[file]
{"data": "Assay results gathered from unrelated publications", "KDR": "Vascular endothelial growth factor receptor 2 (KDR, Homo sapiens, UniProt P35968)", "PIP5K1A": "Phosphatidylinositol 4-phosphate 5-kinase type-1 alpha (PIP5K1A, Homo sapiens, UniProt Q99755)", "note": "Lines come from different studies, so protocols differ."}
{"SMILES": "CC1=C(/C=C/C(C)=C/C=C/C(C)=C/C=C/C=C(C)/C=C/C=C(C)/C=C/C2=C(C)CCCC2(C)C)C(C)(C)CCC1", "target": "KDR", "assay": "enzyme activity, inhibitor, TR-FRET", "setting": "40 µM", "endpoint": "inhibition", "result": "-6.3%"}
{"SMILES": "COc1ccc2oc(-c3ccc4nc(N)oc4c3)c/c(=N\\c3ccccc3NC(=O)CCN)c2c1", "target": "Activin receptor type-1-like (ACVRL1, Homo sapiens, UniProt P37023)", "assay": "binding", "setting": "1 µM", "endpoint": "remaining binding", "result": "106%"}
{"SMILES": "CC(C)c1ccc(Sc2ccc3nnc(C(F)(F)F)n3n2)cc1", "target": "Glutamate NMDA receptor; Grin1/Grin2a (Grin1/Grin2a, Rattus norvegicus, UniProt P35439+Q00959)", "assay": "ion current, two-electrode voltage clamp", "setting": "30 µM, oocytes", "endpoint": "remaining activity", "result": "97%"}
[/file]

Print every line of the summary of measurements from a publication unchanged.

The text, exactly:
{"data": "Assay results gathered from unrelated publications", "KDR": "Vascular endothelial growth factor receptor 2 (KDR, Homo sapiens, UniProt P35968)", "PIP5K1A": "Phosphatidylinositol 4-phosphate 5-kinase type-1 alpha (PIP5K1A, Homo sapiens, UniProt Q99755)", "note": "Lines come from different studies, so protocols differ."}
{"SMILES": "CC1=C(/C=C/C(C)=C/C=C/C(C)=C/C=C/C=C(C)/C=C/C=C(C)/C=C/C2=C(C)CCCC2(C)C)C(C)(C)CCC1", "target": "KDR", "assay": "enzyme activity, inhibitor, TR-FRET", "setting": "40 µM", "endpoint": "inhibition", "result": "-6.3%"}
{"SMILES": "COc1ccc2oc(-c3ccc4nc(N)oc4c3)c/c(=N\\c3ccccc3NC(=O)CCN)c2c1", "target": "Activin receptor type-1-like (ACVRL1, Homo sapiens, UniProt P37023)", "assay": "binding", "setting": "1 µM", "endpoint": "remaining binding", "result": "106%"}
{"SMILES": "CC(C)c1ccc(Sc2ccc3nnc(C(F)(F)F)n3n2)cc1", "target": "Glutamate NMDA receptor; Grin1/Grin2a (Grin1/Grin2a, Rattus norvegicus, UniProt P35439+Q00959)", "assay": "ion current, two-electrode voltage clamp", "setting": "30 µM, oocytes", "endpoint": "remaining activity", "result": "97%"}